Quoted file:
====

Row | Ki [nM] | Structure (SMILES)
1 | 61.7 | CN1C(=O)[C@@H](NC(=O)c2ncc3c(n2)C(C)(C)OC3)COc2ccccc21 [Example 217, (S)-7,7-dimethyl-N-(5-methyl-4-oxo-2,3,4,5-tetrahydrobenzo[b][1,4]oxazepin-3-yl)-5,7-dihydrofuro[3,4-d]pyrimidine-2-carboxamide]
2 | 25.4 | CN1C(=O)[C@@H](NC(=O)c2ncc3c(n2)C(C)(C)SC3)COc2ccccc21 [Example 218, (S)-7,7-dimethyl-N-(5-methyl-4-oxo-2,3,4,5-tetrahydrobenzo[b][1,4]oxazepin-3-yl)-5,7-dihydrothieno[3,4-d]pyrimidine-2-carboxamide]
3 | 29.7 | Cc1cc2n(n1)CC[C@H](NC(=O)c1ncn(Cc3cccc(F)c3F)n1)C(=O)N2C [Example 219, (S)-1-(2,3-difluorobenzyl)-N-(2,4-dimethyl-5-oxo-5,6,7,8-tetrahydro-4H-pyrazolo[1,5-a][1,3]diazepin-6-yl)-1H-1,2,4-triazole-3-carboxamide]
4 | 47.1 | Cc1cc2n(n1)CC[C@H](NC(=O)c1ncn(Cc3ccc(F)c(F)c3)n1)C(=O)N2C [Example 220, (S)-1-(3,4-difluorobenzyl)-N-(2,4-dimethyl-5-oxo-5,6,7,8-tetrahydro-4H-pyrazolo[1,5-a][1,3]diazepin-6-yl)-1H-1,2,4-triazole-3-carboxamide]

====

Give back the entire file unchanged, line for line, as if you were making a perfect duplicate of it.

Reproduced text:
Row | Ki [nM] | Structure (SMILES)
1 | 61.7 | CN1C(=O)[C@@H](NC(=O)c2ncc3c(n2)C(C)(C)OC3)COc2ccccc21 [Example 217, (S)-7,7-dimethyl-N-(5-methyl-4-oxo-2,3,4,5-tetrahydrobenzo[b][1,4]oxazepin-3-yl)-5,7-dihydrofuro[3,4-d]pyrimidine-2-carboxamide]
2 | 25.4 | CN1C(=O)[C@@H](NC(=O)c2ncc3c(n2)C(C)(C)SC3)COc2ccccc21 [Example 218, (S)-7,7-dimethyl-N-(5-methyl-4-oxo-2,3,4,5-tetrahydrobenzo[b][1,4]oxazepin-3-yl)-5,7-dihydrothieno[3,4-d]pyrimidine-2-carboxamide]
3 | 29.7 | Cc1cc2n(n1)CC[C@H](NC(=O)c1ncn(Cc3cccc(F)c3F)n1)C(=O)N2C [Example 219, (S)-1-(2,3-difluorobenzyl)-N-(2,4-dimethyl-5-oxo-5,6,7,8-tetrahydro-4H-pyrazolo[1,5-a][1,3]diazepin-6-yl)-1H-1,2,4-triazole-3-carboxamide]
4 | 47.1 | Cc1cc2n(n1)CC[C@H](NC(=O)c1ncn(Cc3ccc(F)c(F)c3)n1)C(=O)N2C [Example 220, (S)-1-(3,4-difluorobenzyl)-N-(2,4-dimethyl-5-oxo-5,6,7,8-tetrahydro-4H-pyrazolo[1,5-a][1,3]diazepin-6-yl)-1H-1,2,4-triazole-3-carboxamide]